A few months ago, early in July, Philip Gordon, the White House Middle East Adviser to President Barack Obama, shocked his Israeli audience when he declared in a speech that “the United States of America is no longer capable of shielding Israel from the tremendous international pressure directed against it for failing to identify its borders and for failing to end its military occupation of the West Bank through the establishment of a two state solution”. He said “these failures will lead to boycotting [of] Israel by the international community and totally isolating it politically, economically and culturally”. Gordon ended his speech with the biggest shock of all when he indicated that “the United States will never accept nor approve the annexation of the West Bank by Israel. It is only when the Palestinians attain a life of liberty that is truly filled with dignity and national sovereignty, [that] Israel, then, will be able to enjoy the attainment of peace that secures its survival and national security”.

The basic cause for adviser Gordon’s early warnings may be related to the fact that the Palestinian-Israeli conflict has increasingly been showing indications of being transformed from a geopolitical conflict into a religious conflict by the religious rightist parties that dominate the political stage in Israel today. Claims of divine rights for historical Palestine by these Jewish rightist groups are based on false interpretation of the Torah and such a claims negate any compromise. This Israeli religious fanaticism has helped to create a similar extremist movement on the other side of the equation where Arab nationalism took, or was indeed forced to take, a back seat allowing for the emergence of fanaticism to rule on Arab streets.

Both extremist doctrines are man-made and self-serving, not God-serving in any shape or form. Conflicts started by self-serving religious antagonists are usually fought till death, until one terminates the other or both are terminated. Evidence of Israeli fanaticism was witnessed during the meeting of ‘The Association of Rabbis for the People and the Land of Israel’. In a speech, Rabbi Elyakim Levanon, a major leader of Religious Zionism, declared that “now is the time to hold The Sceptre and return to King David’s time to teach the Rabbis that their main task is not to teach the Torah, but to establish a religious leadership that takes the role of governing the people of Israel”.

As a result of the growing shift to the religious right in Israeli policies, a poll conducted by the Israeli Institute for Democracy during the Israeli carnage in Gaza showed that the vast majority of Israeli Jews believe that “Israel used the right amount of force in this war” and “all public criticism against the Israeli military’s conduct during the war should be stifled”. Another study, however, published by The Institute of the Jewish People Policy, revealed a great increase among ‘liberal, progressive and secular’ Jews around the world choosing to support the Palestinian civil movement’s campaigns carried out under the banner of BDS (Boycott, Divestment and Sanctions) calling for a boycott of Israel. This shift among Jews is a protest against the religious fanaticism in Israel.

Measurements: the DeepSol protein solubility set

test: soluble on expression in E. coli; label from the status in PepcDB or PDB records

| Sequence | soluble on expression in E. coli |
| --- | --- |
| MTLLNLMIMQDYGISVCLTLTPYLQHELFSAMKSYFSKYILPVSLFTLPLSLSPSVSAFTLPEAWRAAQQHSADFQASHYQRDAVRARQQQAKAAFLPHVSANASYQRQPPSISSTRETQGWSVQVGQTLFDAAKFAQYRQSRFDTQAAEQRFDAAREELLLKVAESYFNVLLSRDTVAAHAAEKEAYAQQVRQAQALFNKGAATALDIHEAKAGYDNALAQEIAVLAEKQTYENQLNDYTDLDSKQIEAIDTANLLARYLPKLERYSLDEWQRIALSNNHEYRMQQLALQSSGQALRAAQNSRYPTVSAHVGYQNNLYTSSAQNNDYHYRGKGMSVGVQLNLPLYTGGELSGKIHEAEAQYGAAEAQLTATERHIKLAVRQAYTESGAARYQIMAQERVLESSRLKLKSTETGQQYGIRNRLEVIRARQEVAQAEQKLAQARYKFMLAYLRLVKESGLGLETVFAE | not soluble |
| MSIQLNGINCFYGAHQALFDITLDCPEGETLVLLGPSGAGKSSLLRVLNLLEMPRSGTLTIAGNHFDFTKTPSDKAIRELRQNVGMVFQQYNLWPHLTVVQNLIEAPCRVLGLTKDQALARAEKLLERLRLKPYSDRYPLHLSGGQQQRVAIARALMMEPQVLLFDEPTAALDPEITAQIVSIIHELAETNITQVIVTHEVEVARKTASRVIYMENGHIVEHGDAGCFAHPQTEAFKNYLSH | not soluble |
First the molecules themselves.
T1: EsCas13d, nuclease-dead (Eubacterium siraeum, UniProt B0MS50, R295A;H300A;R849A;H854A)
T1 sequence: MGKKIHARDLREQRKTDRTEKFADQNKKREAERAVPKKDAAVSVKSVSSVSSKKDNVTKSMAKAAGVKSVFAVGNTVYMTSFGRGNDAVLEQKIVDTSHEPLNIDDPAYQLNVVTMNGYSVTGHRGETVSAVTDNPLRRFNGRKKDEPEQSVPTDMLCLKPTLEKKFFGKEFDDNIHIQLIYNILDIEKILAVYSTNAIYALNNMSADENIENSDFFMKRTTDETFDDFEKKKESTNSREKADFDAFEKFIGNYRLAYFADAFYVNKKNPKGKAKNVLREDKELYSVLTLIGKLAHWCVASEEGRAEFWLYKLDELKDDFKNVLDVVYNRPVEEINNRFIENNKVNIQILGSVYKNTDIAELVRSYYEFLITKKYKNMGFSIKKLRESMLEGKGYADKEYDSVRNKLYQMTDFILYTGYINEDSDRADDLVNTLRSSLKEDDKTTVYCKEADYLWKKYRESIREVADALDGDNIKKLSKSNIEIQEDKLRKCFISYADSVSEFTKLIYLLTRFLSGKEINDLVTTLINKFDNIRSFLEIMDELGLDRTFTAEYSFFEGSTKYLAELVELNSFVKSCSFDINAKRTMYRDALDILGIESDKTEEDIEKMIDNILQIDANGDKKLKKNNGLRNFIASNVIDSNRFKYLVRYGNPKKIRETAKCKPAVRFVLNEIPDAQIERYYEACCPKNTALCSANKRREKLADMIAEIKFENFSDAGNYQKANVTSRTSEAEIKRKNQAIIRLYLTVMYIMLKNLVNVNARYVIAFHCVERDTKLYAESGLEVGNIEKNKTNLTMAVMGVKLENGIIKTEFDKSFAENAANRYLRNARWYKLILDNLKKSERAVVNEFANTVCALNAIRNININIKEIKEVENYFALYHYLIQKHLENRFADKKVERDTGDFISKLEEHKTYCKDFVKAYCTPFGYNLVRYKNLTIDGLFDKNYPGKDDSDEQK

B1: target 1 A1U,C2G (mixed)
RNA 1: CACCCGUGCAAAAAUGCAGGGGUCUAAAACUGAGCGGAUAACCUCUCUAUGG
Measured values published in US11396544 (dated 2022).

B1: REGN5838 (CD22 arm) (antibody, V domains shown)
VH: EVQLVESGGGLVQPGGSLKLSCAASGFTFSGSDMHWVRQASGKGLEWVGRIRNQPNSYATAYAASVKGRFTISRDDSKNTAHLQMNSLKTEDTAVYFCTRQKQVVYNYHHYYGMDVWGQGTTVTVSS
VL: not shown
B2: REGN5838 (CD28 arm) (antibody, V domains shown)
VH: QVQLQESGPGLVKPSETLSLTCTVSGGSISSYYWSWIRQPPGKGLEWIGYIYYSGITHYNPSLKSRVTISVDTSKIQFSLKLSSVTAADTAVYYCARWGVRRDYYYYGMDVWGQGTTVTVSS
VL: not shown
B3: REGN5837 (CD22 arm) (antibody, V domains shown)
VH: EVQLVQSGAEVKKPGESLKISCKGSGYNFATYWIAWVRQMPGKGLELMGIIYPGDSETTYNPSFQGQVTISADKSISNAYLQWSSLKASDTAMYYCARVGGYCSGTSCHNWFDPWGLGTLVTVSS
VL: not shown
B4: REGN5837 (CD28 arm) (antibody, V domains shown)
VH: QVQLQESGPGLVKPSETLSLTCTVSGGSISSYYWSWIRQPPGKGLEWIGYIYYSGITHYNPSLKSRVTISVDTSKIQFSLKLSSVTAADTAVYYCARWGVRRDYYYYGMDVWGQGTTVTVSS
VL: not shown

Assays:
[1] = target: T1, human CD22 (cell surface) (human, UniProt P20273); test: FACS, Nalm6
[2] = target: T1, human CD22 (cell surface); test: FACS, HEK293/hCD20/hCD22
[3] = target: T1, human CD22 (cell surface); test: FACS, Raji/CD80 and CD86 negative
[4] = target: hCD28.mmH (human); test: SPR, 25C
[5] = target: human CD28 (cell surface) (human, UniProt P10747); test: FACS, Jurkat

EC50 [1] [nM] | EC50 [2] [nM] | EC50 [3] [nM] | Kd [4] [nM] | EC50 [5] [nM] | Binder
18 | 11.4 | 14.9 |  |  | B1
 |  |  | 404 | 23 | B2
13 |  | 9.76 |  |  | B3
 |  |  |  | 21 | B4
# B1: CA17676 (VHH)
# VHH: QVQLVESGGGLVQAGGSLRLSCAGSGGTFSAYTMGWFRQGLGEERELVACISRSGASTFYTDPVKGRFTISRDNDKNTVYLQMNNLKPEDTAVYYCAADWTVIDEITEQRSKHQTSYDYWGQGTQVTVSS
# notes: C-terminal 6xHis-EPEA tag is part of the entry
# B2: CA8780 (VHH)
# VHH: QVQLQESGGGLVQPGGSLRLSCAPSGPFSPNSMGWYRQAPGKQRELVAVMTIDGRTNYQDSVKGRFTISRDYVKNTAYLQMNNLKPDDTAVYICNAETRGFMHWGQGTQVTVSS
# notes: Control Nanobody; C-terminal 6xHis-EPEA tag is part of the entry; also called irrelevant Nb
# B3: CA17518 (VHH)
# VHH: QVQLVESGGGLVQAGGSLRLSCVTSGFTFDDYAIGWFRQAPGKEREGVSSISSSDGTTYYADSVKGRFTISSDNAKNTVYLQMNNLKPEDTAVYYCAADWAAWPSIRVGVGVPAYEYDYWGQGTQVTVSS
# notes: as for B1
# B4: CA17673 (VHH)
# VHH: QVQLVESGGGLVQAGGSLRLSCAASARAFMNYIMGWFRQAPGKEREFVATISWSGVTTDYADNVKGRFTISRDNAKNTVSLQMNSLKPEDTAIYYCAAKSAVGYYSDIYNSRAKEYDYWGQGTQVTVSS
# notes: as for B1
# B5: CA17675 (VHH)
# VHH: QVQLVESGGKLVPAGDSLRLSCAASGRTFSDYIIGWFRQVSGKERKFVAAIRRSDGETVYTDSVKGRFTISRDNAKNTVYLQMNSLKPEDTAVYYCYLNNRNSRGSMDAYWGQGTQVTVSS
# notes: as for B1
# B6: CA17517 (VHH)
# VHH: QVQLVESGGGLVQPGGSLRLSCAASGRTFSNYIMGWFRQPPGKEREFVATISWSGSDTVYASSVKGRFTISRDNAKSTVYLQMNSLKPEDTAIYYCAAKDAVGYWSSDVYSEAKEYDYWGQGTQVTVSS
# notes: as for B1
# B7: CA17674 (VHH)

The BDS campaigns, supported by many Jews, are based on facts on the ground that reveal that the Israeli military occupation is really a racist and a colonial power which is an outrageous violation of human rights and international law. Jews who have joined hands with BDS are convinced that “occupation negates democracy, negates the security for Israel and negates any possibility for peaceful coexistence among nations”.

These Jews also believe that Israel should end its occupation and Palestinians (of Israel) should enjoy equal rights with Israeli Jews along with the recognition of the Palestinian right of return as the only solution “to insure the very survival of Israel”.

Along these lines, the former Knesset speaker, Abraham Borg wrote saying that “During the later years something very confusing took place in Israel. In 1948, we talked about a Jewish state and our intention was it to be similar to the French and American states. Israel started as a secular state; it has lost now its secularism and was replaced with a religious nationalism that is narrow-minded and undemocratic”. He went on to say that “Israel has replaced its secular garb with a new anti-democratic one by calling itself the Lord’s State which is the beginning of a theocracy ruled by the religious and tyrannical clique”.

A rather similar note was echoed in Haaretz where Michael Brizon, wrote saying “the State of Israel has spoiled the religious right with its vast support that made them very domineering as a camp of majority. This camp has invaded the secular sector, the news media and included common thugs. I call it the camp after democracy, a camp of racial prejudice that is considered a holy and blessed value”.

He added that “the camp after democracy is to be followed by a conventionally accepted homemade fascism which resulted from the failure of David Ben Gurion [the first prime minister of Israel] to separate religion from the state as all democracies should do”. According to Brizon, such an end result will cause social upheavals in Israel revealing that “our national home was built on the very edge of a bottomless pit that is very dark indeed”.

Professor As’ad Abdul Rahman is the chairman of the Palestinian Encyclopaedia.